In France, demonstrators—also inspired by BLM—protested the death of Adama Traore, a Black man who died in police custody in 2016. In India, protests were fueled by a number of high-profile cases of police brutality against Dalits, a group of people who are considered to be "untouchable" in the Hindu caste system. The power of the BLM movement lies not only in its ability to bring issues of racial injustice to the forefront of societal discourse, but also its capacity to force policy discussions on police reform, racial equality, and social justice across the globe.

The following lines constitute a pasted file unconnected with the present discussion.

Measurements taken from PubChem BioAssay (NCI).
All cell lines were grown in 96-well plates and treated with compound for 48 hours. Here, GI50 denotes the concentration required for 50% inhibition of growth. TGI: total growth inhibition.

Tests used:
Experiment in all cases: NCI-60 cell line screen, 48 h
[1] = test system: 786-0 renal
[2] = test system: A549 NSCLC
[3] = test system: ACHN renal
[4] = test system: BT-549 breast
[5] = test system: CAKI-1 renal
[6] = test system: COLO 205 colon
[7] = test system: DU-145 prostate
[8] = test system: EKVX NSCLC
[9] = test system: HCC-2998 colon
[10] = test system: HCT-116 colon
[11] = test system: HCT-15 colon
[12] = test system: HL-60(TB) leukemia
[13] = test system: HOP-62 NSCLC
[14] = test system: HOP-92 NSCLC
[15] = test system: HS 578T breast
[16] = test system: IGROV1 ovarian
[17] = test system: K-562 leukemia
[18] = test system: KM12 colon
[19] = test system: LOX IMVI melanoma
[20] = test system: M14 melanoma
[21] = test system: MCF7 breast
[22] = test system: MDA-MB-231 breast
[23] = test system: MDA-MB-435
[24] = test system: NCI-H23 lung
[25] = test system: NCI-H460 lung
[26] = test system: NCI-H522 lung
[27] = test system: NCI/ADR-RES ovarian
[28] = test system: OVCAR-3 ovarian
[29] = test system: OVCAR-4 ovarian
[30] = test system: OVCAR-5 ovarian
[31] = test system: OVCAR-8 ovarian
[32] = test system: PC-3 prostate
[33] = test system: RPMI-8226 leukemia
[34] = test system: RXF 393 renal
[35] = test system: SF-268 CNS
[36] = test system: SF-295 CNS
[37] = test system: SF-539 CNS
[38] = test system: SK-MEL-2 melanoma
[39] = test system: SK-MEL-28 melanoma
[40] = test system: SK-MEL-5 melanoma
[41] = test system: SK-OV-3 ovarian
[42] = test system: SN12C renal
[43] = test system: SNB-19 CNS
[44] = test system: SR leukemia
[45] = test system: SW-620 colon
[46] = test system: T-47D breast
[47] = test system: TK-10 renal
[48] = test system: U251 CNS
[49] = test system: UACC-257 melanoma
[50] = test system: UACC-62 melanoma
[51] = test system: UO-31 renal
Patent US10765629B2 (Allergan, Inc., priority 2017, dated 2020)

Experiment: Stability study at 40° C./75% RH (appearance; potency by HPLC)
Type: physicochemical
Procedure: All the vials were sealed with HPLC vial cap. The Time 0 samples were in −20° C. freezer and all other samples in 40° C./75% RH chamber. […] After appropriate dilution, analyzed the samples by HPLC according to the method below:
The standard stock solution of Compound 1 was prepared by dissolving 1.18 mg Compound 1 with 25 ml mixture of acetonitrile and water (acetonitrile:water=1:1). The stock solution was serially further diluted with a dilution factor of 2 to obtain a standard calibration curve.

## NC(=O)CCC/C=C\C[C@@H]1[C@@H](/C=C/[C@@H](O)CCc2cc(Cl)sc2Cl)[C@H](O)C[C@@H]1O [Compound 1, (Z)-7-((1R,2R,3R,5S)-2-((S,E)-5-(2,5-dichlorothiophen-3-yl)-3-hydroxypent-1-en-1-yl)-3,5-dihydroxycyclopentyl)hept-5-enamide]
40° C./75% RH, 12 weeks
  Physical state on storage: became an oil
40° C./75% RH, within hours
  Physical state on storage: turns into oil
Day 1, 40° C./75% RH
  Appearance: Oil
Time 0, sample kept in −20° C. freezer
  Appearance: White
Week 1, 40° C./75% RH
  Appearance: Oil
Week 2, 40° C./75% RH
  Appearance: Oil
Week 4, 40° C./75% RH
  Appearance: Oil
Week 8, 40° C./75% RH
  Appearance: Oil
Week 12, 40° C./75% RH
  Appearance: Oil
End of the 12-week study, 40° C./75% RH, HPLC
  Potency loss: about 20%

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At the heart of these global protests lies the question of why. Why do individuals, many of whom have never taken to the streets before, suddenly feel compelled to raise their voices, risking personal safety and sometimes even their lives? The reasons are manifold, and while each protest has its unique catalyst, there exists an intricate web of shared frustrations and aspirations that interlink them. Protests are rarely spontaneous bursts of anger, but rather the culmination of simmering discontent. They're the tangible manifestations of stories, individual and collective, that have long remained on the fringes. In societies that value the promise of capitalism, for instance, economic disparity remains a grievous wound that isn't necessarily about the wealth of nations but rather the distribution of that wealth, as seen with the Occupy Wall Street movement, where the rallying cry wasn’t just about economic injustice in isolation but how it intertwined with political systems, creating an oligarchy masked as a democracy. Similar sentiments, of course, are not isolated to Wall Street or the West. From the streets of Santiago, to the boulevards of Beirut, economic frustrations have intertwined with concerns about corruption, governance, and the very essence of democracy. When breadwinners struggle daily, when youth, despite higher education, find doors of opportunity firmly shut, the resulting disillusionment festers and eventually boils over.